Friday, February 10, 2012

What A Day.


The time on the clock read 7:40am.  M is usually up by now, but he had yet to emerge from his room.  His bus would be arriving in just thirty minutes. If he was going to make that bus, we were going to have to hustle. M loves to go to school and for him to sleep this late usually meant one thing:  He was sick. I made my way to his room, hoping this was not the case.

I crept into the darkened room to find M, covers thrown off, curled into a ball on his bed.  Even from across the room, I could hear the gurgle and crackle in M's chest with each breath he took.  M was not going to school.  Not today.

Mr. A, Miss J and myself had all been recipients of the latest cold to go around.  This was evidenced by the cacophony of sneezes and sniffles and wadded up tissues and empty bottles of Nyquil.  We'd experienced the annoyance of the common cold, but for us, it was little more than that:  Annoyance.

But not for M.

M's chest gurgled. He wheezed.  I reached down to touch him and felt the heat radiating off his body.  The thermometer read 102. He looked at me and said, "Mama, make me better."

I am a seasoned mom to a child with special needs who is prone to being hit harder by infection than a typical kid. I knew what to do. I checked his chest for retractions and his throat for tracheal tugging.  None.  This is good as it meant M was moving air without exerting too much effort.  I checked his lips and nail beds.  Pink.  Not blue.  His oxygen levels must be good.  I got a good listen to his breath.  No high-pitched stridor.  Also good; M probably didn't need steroids.

I called the pediatrician and gave him the low down.  He said to treat the fever aggressively and keep M calm to hopefully prevent another seizure.  I was to bring him in that afternoon, unless of course his breathing became labored.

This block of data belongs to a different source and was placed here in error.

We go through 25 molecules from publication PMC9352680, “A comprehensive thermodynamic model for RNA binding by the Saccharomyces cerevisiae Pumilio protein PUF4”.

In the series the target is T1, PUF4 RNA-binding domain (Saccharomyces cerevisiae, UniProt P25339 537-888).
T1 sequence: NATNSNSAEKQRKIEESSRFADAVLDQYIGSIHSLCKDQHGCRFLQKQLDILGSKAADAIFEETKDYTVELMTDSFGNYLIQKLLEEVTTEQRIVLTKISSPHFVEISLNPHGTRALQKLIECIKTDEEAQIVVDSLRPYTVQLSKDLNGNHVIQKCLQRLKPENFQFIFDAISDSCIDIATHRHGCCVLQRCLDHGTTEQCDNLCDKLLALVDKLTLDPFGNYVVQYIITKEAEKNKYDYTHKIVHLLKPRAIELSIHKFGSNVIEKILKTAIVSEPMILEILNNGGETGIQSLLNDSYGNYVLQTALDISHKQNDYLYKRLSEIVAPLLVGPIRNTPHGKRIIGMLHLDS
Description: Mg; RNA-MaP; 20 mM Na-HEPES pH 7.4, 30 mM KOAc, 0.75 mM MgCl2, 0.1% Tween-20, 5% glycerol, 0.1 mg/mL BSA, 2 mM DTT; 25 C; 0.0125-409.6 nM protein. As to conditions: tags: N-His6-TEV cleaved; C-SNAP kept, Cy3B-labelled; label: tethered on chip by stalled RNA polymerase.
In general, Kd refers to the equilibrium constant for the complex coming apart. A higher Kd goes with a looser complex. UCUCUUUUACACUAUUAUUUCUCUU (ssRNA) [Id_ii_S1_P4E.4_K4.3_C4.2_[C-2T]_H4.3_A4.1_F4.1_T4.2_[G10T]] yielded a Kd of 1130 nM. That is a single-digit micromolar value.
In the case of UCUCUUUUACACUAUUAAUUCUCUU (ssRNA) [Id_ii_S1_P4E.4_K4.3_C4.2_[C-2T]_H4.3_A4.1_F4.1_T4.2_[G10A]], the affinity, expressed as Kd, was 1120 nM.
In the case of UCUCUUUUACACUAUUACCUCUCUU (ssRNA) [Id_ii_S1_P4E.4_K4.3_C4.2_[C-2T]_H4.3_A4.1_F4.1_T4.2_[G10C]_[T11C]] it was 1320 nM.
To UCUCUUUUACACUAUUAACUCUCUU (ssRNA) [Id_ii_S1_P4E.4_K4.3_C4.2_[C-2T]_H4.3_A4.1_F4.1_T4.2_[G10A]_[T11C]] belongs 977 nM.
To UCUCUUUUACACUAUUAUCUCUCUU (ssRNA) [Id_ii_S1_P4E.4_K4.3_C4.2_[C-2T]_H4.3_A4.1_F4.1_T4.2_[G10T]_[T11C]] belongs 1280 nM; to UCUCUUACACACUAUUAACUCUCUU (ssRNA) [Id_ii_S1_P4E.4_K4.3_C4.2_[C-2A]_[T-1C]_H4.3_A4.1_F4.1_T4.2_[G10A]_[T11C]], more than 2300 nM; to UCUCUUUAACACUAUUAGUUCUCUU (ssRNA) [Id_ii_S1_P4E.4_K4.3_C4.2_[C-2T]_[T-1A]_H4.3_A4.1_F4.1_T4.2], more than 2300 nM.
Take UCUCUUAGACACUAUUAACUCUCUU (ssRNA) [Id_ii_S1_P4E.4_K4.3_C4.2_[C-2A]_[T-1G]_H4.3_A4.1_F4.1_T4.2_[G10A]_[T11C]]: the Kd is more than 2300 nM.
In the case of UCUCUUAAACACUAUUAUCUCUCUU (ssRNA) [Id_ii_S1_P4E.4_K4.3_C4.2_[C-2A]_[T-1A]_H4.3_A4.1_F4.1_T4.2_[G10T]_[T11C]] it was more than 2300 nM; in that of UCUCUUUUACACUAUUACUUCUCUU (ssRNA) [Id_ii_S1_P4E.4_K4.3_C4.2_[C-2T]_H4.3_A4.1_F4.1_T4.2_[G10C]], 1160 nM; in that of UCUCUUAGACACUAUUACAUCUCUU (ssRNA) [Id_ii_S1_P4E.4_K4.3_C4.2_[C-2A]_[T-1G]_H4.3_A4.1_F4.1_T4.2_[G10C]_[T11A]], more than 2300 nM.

M is whiny and clingy and feels lousy.  He cannot figure out how to get himself comfortable and isn't sure of what he wants or needs. When Miss J arrives home I tell her to get in the car so we could take M to his doctor's appointment.  We pile in the car and drive off.

The doctor examined M.  His lungs were indeed soupy.  Because M has such low muscle tone, he is unable to produce an effective cough to expel the mucus that is sitting in his lungs.  Instead, it sits there, a potential breeding ground for infection.  The pediatrician said I should practice chest thumping exercises on M.  I was to lay M on his side, and with a cupped hand, firmly thump his back and chest to loosen the phlegm in his lungs, making it easier for him to expel. M hates this.

A blood test is done and  M's white count is 3.0.  A normal white count for a child his age is 4.0-10.0.  Anything under 3.5 is considered leukopenic.  M's count meant that he was not producing sufficient white cells needed to fight off infection.  M is vulnerable and is given high doses of antibiotics.

An hour later we were in the car heading home.  I pull into my driveway to find my front door wide open.  My two dogs, gone.  I did not panic because I immediately knew we had not been the victims of a break in.  My head snapped back to look at Miss J who simply said, "Oops.  I guess I forgot to shut the door when I got home."  (Miss J is many wonderful things. Many, many wonderful things.  But she is the most scatter brained person to walk this planet and lately the girl has been leaving any and all doors open:  front door, back door, car door, refrigerator door and even hamster cage door resulting in the hamster being MIA for three days.) I'd had enough of telling this child to shut doors.

I have a good idea of where my dogs might be and I drive to the park.  Sure enough, they are there.  A stranger is playing fetch with them in a wide open green space. Our mild winter and warmer than usual temperatures have led to an early thaw.  The wet green space resembles a swamp.  My dogs are very happy and very muddy.  Without any choice,  I pile the dogs into the car, next to the sick child and the now-crying child. As we make our way home, we are stopped by two neighbors asking me if my dogs got out because they thought they saw them running down the street.  Sigh.

We get inside and as I de-mud the dogs, I give Miss J yet another lecture about paying attention.  I am interrupted by the doorbell.

I peer out the window to see two police cruisers in my driveway and two uniformed officers at my door.  Apparently a concerned neighbor thought my house had been robbed and called the police.  I opened the door, and announced to Miss J, "Oh honey...there is someone here to see you!"  I let her explain the story to the officers.  They are kind to her, but I secretly wish they would have shaken her up a bit more.

I am tired.  I am worn.  I have had it.  I want nothing more than to crawl into my bed and pull the covers over my head.

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